Although this group has the lowest percentage of all the subtypes, this group is more likely to seek treatment than all of the others. 

Am I An Alcoholic?

If you are at a point where you are asking this question, the chances are you may fall into one of these subtypes.

This can be a difficult point to get to, as a lot of individuals suffering from alcoholism typically do not want to admit they have a problem. We all think that “we got this” and we don’t need help.

It’s a realization that’s usually obvious to everyone else in your life except for you. If you are able to see the signs and recognize you have an issue, you are actually at an advantage. As mentioned above, there aren’t a lot of people who will actually admit they are alcoholics.

So how do you know? One of the most obvious signs is figuring out why you drink. Drinking to avoid negative thoughts or to cover up past trauma is a tell-tale sign. It is easy to bury the pain from your past with alcohol.

What is difficult is facing these issues head on and dealing with them clear headed. If you are unable to prevent yourself from drinking to excess, that is also a clear sign of alcoholism. Some people can drink one or two beers and cut themselves off.

A lot of us do not have that ability. 

When you’re in the thick of it, doing any everyday activity becomes difficult without alcohol. If you can’t perform simple tasks or the usual daily activities without drinking, there is definitely an issue.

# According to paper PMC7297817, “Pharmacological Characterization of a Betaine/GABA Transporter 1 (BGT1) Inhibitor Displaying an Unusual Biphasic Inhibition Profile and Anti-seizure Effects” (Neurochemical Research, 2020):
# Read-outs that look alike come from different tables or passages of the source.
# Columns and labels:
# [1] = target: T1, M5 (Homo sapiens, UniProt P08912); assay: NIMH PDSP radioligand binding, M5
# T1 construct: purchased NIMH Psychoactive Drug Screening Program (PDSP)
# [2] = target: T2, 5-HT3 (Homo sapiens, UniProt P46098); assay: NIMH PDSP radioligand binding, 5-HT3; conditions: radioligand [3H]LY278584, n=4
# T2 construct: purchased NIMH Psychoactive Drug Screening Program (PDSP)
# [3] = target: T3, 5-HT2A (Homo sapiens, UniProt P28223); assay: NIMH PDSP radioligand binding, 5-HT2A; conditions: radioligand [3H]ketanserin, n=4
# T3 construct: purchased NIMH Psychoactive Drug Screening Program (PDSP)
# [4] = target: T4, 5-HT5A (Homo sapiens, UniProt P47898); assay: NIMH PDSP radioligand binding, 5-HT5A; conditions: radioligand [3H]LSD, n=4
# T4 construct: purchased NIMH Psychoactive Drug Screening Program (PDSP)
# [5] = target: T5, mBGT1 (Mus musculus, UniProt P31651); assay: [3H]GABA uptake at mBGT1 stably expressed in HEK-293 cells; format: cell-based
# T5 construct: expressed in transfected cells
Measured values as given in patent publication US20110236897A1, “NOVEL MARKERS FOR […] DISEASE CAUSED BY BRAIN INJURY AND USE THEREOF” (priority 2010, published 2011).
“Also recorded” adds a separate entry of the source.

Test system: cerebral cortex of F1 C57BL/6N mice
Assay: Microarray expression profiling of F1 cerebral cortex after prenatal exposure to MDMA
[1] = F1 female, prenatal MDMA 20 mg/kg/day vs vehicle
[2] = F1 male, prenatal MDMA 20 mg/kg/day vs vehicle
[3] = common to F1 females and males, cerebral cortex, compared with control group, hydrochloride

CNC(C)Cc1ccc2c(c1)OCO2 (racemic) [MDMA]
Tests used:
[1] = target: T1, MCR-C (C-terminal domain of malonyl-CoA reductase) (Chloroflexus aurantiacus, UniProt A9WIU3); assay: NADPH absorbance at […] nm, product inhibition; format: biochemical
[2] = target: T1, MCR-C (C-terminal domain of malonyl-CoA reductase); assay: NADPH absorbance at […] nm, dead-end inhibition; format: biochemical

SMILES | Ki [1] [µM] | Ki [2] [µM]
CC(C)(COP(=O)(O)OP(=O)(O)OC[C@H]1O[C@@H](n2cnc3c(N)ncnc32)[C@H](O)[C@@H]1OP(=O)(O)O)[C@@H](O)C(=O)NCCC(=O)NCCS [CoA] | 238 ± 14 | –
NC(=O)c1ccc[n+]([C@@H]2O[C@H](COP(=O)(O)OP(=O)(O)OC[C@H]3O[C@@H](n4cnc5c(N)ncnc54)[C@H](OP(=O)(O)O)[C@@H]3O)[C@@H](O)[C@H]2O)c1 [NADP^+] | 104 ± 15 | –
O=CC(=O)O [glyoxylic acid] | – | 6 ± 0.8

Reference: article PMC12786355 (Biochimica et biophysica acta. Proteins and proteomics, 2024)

If you’ve noticed that you continue drinking despite the negative effect that it has on your life, this is also a tell-tale sign. Drinking eventually affects every aspect of your life. Your health, job, relationships, it doesn’t take long for it to become all-consuming.

There is also the issue of tolerance. As your drinking becomes more regular, your tolerance goes up. It takes more and more to attain the feeling you are after. If it takes you ten beers to feel anything, you are playing a very dangerous game with your mind and body. 

Determining The Type Of Alcoholic You Are

Once you do a little bit of research, it’s not that difficult to figure out which alcohol subtype you fall into. Realizing that you have a problem can be a painful reality, but it can also be the boost that you need to get your head straight.

We all live by labels, so once you are able to determine the alcoholic subtype you fall into, it can be easier to figure out the best course of action. 

Figuring out which subtype you fall into is the first step toward dealing with your issues. We often lump all alcoholics into the same category. Because alcohol is the most often abused drug in the United States, the stigma surrounding it is still very prevalent.

Even though there are slight differences among the subtypes, we are all in the same boat when we become powerless to alcohol. 

Narrowing it down to the specifics can give you the tools to tackle your addiction in the best way possible. There are many different philosophies and approaches that exist when it comes to treatment. A lot of programs are geared specifically towards these five different alcoholic subtypes.

If you are willing to seek treatment and get to the bottom of it, you are better off than a lot of people who never have that moment of clarity.